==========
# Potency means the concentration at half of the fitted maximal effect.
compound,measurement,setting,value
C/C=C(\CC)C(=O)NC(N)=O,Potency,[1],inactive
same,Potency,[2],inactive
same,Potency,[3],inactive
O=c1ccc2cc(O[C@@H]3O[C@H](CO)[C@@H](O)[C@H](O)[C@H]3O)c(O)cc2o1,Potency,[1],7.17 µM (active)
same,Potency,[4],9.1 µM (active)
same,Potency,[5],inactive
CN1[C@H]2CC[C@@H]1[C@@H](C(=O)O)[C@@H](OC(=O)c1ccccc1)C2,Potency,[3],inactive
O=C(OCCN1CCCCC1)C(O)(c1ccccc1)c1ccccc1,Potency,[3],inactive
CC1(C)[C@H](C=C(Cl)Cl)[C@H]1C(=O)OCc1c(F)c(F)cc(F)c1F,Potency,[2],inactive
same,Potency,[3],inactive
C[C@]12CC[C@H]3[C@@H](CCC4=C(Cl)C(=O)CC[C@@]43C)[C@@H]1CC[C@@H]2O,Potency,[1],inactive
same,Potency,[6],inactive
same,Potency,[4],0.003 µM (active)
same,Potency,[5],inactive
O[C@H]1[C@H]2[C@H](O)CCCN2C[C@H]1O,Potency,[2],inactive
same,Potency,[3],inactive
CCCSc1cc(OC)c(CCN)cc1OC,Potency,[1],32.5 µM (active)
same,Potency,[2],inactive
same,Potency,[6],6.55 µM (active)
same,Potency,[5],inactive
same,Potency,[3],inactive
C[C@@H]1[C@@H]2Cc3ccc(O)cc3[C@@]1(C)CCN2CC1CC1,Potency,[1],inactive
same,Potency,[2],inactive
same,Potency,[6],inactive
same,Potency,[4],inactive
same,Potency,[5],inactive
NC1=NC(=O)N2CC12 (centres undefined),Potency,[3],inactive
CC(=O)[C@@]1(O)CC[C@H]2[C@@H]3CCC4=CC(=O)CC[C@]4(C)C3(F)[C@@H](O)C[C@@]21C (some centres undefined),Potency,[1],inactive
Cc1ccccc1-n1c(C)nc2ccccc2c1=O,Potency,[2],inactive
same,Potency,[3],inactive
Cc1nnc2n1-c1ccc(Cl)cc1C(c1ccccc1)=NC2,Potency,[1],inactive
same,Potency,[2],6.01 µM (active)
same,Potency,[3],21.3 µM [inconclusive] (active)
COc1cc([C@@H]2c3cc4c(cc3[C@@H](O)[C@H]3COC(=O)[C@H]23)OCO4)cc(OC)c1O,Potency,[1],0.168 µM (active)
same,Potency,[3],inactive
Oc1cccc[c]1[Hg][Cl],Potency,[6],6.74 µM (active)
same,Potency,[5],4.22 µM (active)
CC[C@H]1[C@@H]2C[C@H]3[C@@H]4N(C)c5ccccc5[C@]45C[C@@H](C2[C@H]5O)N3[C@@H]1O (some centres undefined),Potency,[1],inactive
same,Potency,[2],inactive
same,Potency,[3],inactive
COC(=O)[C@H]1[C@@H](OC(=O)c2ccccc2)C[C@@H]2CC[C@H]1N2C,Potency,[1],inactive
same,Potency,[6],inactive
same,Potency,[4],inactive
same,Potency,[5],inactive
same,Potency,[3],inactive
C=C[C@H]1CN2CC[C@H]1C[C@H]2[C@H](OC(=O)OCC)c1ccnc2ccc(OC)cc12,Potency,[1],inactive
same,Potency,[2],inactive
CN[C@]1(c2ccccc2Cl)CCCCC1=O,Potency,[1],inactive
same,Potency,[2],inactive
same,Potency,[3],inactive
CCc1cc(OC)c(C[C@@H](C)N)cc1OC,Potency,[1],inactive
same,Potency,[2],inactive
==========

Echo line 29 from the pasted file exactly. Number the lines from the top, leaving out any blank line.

NC1=NC(=O)N2CC12 (centres undefined),Potency,[3],inactive